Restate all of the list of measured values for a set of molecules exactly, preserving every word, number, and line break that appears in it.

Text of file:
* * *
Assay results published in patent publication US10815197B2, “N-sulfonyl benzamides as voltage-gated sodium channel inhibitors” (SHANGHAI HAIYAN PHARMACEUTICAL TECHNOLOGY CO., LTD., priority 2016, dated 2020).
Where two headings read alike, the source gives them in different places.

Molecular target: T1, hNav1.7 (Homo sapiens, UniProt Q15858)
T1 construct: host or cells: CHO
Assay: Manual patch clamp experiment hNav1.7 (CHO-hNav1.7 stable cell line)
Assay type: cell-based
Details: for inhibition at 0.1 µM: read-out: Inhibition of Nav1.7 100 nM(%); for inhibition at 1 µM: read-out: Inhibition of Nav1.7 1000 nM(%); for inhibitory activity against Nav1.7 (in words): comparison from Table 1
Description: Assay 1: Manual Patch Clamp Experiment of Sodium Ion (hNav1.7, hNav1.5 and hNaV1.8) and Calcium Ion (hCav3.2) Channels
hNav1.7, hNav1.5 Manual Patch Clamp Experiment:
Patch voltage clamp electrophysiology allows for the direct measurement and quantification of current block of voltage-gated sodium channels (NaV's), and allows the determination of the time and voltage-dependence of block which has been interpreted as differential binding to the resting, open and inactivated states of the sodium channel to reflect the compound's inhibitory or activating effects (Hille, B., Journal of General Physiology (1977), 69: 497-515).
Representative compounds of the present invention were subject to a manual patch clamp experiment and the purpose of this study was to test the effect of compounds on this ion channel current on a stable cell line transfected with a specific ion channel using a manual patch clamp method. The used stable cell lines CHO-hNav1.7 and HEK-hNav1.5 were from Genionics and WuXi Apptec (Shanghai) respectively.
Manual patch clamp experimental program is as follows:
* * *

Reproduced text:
Assay results published in patent publication US10815197B2, “N-sulfonyl benzamides as voltage-gated sodium channel inhibitors” (SHANGHAI HAIYAN PHARMACEUTICAL TECHNOLOGY CO., LTD., priority 2016, dated 2020).
Where two headings read alike, the source gives them in different places.

Molecular target: T1, hNav1.7 (Homo sapiens, UniProt Q15858)
T1 construct: host or cells: CHO
Assay: Manual patch clamp experiment hNav1.7 (CHO-hNav1.7 stable cell line)
Assay type: cell-based
Details: for inhibition at 0.1 µM: read-out: Inhibition of Nav1.7 100 nM(%); for inhibition at 1 µM: read-out: Inhibition of Nav1.7 1000 nM(%); for inhibitory activity against Nav1.7 (in words): comparison from Table 1
Description: Assay 1: Manual Patch Clamp Experiment of Sodium Ion (hNav1.7, hNav1.5 and hNaV1.8) and Calcium Ion (hCav3.2) Channels
hNav1.7, hNav1.5 Manual Patch Clamp Experiment:
Patch voltage clamp electrophysiology allows for the direct measurement and quantification of current block of voltage-gated sodium channels (NaV's), and allows the determination of the time and voltage-dependence of block which has been interpreted as differential binding to the resting, open and inactivated states of the sodium channel to reflect the compound's inhibitory or activating effects (Hille, B., Journal of General Physiology (1977), 69: 497-515).
Representative compounds of the present invention were subject to a manual patch clamp experiment and the purpose of this study was to test the effect of compounds on this ion channel current on a stable cell line transfected with a specific ion channel using a manual patch clamp method. The used stable cell lines CHO-hNav1.7 and HEK-hNav1.5 were from Genionics and WuXi Apptec (Shanghai) respectively.
Manual patch clamp experimental program is as follows: